July 12, 2015 Posted by | Mary Fallin, Oklahoma, Ten Commandments | , , , , , , | Leave a comment

“Beyond A Little Tone-Deaf”: Pat Buchanan Warns Of Another Civil War; The Time Of Mass Right-Wing Civil Disobedience Is At Hand

In his latest column at WorldNetDaily, paleoconservative commentator Pat Buchanan argued that given the Supreme Court’s ruling that legalized same-sex marriage and the Oklahoma Supreme Court’s decision to remove the Ten Commandments monument from the state capitol grounds, a “rebellion” unlike any seen since the Civil Rights Movement “is likely to arise from the right.”

Buchanan situated this “coming era of civil disobedience” in a long tradition that began with the Founding Fathers. “What else was our revolution but a rebellion to overthrow the centuries-old rule and law of king and parliament, and establish our own?” he asked.

“U.S. Supreme Court decisions have been defied and those who defied them lionized by modernity,” he added without noting that the positions his civilly disobedient activists would support wouldn’t be “lionized by modernity,” given that they’re based on the teachings of a man who — if he ever even lived — has been dead for 2,000 years.

Buchanan connected the coming struggle with the Civil Rights Movement — in particular, with Martin Luther King, Jr., whose “Letter from Birmingham Jail” he quoted. “One has a moral responsibility to disobey unjust laws,” King wrote, to which Buchanan replied, “what is an ‘unjust law’?”

Apparently, they are the ones that atheistic liberals have yet to write, but most certainly will in the coming years. “Laws will be passed to outlaw such practices [like refusing to perform a same-sex wedding] as discrimination,” Buchanan wrote, “and those laws, which the Christians believe violate eternal law and natural law, will, as Dr. King instructed, be disobeyed.”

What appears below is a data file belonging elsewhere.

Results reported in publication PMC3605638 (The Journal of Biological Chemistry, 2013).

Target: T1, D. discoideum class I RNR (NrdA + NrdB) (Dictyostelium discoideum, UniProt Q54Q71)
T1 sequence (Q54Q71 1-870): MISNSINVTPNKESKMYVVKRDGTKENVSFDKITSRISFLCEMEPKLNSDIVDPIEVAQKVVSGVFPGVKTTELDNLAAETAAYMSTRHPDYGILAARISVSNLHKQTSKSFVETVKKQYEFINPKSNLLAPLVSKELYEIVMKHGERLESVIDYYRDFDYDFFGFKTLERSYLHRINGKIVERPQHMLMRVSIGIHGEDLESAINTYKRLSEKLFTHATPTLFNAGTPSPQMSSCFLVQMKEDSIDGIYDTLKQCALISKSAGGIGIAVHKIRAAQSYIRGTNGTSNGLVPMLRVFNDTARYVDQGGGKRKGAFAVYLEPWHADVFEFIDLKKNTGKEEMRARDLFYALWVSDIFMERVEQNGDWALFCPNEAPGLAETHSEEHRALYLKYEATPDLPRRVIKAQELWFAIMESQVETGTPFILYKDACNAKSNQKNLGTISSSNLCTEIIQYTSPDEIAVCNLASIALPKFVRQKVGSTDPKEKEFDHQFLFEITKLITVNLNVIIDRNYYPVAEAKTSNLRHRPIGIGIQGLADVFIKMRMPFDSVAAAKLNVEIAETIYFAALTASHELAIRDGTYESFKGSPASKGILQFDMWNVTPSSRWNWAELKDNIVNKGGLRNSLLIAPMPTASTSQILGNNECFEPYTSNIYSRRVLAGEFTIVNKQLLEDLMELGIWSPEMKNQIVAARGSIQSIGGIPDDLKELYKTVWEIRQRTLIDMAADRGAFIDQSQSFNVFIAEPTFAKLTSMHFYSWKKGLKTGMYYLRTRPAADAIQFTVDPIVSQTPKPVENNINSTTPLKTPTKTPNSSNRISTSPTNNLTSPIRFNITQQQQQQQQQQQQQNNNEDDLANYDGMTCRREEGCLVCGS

For all his high talk about morality — especially as it pertains to racial injustice — Buchanan was a little tone-deaf as to a certain issue of current import: the causes of the Civil War. “That war was fought,” he wrote, “over whether 11 Southern states had the same right to break free of Mr. Lincoln’s Union as the 13 colonies did to break free of George III’s England.”

He concluded by saying that a similar separation is on the horizon. “If a family disagreed as broadly as we Americans do on issues so fundamental as right and wrong, good and evil, the family would fall apart,” he explained, “the couple would divorce, and the children would go their separate ways.”

“Something like that is happening in the country. A secession of the heart has already taken place in America, and a secession, not of states, but of people from one another, caused by divisions on social, moral, cultural and political views and values, is taking place.”

 

By: Eric Kaufman, Salon, July 10, 2015

July 12, 2015 Posted by | Civil Rights Movement, Civil War, Pat Buchanan | , , , , , , | Leave a comment